RAMONA 
			(without conviction)
		Speak to her again. Explain everything to her 
		seriously.

				DON JAIME 
		What for? She'll only look at me that way again 
		... I couldn't. You go. Perhaps she'll listen 
		to you. Try to convince her. 

				RAMONA 
		But what can I say to her, sir?

				DON JAIME 
		Tell her I lied, that I didn't take advantage 
		of her. 

Ramona looks at him, stunned, incredulous. He continues with sincerity.

				DON JAIME 
		I did mean to do it, Ramona. But I realized in 
		time what I was doing. I spent the whole night 
		turning my thoughts over in my mind ... and I 
		lied to her so she wouldn't go back to the 
		convent. 
			(taking RAMONA by the arm) 
		Go on, explain to her.
 
He almost pushes her to the door. She goes against her will, hesitating. He 
watches her from the doorway.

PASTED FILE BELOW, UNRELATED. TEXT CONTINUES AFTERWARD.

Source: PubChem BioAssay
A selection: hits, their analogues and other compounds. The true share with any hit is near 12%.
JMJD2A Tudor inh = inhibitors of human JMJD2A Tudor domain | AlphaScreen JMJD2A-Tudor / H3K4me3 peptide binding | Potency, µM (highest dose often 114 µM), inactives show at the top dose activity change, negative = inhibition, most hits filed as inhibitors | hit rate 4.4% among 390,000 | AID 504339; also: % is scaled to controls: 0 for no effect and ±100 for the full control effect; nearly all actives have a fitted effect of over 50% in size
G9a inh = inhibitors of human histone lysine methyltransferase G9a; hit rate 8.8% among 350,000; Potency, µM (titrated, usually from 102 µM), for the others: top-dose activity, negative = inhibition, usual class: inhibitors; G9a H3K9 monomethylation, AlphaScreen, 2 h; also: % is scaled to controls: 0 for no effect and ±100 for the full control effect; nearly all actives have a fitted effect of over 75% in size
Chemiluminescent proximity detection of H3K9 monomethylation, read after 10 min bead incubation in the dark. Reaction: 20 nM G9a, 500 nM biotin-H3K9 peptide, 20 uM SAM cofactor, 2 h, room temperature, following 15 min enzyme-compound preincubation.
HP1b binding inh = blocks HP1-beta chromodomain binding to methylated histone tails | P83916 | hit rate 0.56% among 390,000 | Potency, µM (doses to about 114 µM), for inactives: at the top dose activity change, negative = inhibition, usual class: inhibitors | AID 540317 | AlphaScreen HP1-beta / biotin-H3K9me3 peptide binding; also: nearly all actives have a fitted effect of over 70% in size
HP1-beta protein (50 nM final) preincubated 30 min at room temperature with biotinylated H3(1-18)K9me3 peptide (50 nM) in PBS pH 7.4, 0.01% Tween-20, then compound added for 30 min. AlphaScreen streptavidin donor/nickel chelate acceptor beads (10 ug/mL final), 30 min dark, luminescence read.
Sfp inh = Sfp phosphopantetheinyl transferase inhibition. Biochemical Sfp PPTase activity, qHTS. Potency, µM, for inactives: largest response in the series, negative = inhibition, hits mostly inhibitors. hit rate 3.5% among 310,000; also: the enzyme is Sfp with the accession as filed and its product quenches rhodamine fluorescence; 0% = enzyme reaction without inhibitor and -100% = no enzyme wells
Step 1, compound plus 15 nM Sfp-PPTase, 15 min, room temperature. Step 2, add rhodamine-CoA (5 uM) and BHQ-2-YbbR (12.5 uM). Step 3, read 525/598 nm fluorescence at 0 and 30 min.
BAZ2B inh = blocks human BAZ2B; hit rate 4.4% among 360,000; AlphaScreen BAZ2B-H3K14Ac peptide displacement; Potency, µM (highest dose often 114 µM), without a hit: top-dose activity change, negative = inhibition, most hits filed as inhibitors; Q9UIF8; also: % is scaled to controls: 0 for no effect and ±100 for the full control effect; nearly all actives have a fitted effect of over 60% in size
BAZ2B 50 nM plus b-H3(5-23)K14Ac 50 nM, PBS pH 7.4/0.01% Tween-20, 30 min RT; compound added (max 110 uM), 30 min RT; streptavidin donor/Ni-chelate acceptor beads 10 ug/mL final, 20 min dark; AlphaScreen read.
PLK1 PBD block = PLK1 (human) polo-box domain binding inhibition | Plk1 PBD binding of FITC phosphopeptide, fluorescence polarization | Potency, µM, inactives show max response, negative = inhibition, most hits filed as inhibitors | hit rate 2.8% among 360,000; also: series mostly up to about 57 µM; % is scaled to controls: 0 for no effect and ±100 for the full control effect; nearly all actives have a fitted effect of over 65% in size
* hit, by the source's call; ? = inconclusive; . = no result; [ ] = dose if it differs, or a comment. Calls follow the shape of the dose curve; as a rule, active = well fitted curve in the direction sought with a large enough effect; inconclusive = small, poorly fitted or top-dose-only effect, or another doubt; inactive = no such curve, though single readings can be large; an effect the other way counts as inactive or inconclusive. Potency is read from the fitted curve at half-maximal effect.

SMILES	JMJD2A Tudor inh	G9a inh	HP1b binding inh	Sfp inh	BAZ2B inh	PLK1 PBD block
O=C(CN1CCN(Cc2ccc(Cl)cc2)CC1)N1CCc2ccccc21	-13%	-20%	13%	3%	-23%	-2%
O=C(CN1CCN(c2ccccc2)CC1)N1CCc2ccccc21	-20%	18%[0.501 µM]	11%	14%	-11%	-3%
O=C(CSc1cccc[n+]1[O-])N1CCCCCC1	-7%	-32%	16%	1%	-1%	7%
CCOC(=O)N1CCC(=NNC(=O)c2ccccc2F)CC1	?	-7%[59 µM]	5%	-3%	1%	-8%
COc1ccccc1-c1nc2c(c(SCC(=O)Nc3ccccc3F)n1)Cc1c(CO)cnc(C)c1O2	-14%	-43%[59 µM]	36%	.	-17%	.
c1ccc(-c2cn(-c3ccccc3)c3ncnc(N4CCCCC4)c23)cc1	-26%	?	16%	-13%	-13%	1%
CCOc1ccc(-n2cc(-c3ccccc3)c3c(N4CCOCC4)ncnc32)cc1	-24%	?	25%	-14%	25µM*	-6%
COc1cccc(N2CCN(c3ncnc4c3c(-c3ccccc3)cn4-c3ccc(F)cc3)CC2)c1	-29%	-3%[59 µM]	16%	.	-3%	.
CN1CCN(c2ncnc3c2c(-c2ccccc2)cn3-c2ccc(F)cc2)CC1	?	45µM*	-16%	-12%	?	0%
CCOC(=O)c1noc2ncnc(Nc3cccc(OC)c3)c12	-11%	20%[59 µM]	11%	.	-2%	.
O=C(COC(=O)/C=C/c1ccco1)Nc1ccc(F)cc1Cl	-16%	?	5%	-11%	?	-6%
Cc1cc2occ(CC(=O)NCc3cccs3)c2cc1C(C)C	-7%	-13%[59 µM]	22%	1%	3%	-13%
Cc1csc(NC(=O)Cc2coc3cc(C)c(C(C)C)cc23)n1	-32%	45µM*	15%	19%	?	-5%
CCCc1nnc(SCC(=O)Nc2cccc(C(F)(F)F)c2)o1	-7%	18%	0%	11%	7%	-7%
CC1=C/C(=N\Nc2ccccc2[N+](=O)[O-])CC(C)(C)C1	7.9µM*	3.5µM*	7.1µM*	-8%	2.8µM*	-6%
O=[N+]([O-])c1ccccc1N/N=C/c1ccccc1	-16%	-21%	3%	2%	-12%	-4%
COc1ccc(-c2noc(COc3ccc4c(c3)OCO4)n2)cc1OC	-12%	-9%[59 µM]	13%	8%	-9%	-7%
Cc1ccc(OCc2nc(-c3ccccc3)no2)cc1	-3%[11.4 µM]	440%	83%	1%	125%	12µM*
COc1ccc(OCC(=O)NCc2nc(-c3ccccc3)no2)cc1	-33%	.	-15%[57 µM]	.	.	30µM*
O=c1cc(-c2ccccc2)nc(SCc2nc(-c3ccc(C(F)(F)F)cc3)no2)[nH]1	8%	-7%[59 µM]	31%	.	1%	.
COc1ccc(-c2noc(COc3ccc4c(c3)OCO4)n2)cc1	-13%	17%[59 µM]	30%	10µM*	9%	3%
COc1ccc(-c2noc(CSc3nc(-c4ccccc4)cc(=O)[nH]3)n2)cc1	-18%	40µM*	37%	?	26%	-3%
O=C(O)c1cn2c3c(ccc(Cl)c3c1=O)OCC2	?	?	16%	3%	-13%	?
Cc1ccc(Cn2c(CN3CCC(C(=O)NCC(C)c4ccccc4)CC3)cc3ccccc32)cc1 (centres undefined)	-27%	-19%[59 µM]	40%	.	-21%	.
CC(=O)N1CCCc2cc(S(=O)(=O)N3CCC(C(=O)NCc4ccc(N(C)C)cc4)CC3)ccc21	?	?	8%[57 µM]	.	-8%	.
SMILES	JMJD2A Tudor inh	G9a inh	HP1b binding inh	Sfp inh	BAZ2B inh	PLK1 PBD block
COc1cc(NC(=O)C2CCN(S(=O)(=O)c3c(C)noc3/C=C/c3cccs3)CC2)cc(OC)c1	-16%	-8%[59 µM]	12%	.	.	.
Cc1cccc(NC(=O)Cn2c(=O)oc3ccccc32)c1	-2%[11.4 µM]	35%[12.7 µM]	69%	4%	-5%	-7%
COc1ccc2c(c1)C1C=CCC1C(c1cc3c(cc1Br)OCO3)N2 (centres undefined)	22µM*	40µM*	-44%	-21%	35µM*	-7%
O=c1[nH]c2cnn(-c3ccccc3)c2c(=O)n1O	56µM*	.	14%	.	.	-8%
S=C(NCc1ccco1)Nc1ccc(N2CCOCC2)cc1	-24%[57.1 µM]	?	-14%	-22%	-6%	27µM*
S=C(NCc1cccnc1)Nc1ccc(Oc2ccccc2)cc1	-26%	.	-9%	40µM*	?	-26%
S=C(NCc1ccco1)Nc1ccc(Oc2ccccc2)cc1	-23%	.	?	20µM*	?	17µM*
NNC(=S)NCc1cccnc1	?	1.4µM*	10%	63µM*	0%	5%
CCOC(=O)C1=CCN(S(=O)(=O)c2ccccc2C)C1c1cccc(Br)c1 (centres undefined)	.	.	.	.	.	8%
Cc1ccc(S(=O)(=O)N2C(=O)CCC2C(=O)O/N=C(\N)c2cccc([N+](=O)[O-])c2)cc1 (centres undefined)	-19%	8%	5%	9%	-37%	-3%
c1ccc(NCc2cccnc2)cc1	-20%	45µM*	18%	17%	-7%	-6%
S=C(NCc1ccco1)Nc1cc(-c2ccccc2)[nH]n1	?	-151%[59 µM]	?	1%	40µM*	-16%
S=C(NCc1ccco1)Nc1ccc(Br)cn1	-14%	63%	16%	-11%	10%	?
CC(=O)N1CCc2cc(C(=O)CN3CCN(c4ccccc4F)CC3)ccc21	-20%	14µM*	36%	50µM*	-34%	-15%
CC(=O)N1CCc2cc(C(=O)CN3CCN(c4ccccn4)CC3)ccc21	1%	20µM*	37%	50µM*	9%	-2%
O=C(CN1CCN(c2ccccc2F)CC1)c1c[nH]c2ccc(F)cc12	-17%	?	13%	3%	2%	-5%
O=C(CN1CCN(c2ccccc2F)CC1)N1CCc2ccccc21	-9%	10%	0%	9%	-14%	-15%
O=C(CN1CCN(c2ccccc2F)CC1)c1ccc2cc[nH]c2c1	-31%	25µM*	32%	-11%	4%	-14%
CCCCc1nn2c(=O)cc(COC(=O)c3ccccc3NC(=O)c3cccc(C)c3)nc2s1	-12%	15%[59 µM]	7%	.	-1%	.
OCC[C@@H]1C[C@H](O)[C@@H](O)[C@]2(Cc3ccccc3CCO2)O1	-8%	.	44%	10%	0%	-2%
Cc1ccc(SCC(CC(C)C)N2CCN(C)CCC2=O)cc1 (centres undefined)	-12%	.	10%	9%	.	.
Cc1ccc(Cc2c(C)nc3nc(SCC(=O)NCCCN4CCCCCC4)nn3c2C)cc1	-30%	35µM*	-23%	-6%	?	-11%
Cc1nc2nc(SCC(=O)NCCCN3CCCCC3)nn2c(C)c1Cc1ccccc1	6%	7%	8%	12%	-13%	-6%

IN DOÑA ELVIRA'S ROOM. 

VIRIDIANA has dressed and is closing her bag. RAMONA comes in stealthily 
through the half-open door. VIRIDIANA's eyes are full of tears. In the 
background, RAMONA hesitates for a moment, then half turns and goes back 
quickly to DON JAIME's room.
 



IN DON JAIME'S ROOM. 

DON JAIME is leaning against the bed. RAMONA appears in the doorway.

				RAMONA 
		Sir, come right away.

DON JAIME straightens himself with a start. He stares at the servant for a 
second. Then he walks quickly to the door and goes out.
 



DOÑA ELVIRA'S ROOM. 
 
VIRIDIANA grabs her bag and is just about to go as her uncle enters. He 
blocks her way and locks the door, taking the key from the lock. The girl 
still has signs of tears on her face.
 
				VIRIDIANA 
		Let me pass!

				DON JAIME 
		You must listen to me before you go. 

				VIRIDIANA 
			(angrily)
		I've listened to you long enough. Let me out.
 
VIRIDIANA goes back a couple of steps and puts down her bag. She is no longer 
afraid. She can hardly feel any emotion except anger mingled with disgust. 
DON JAIME remains standing beside her.
 
				DON JAIME 
		All that I said just now was a lie. I said it 
		so you wouldn't leave. I only molested you in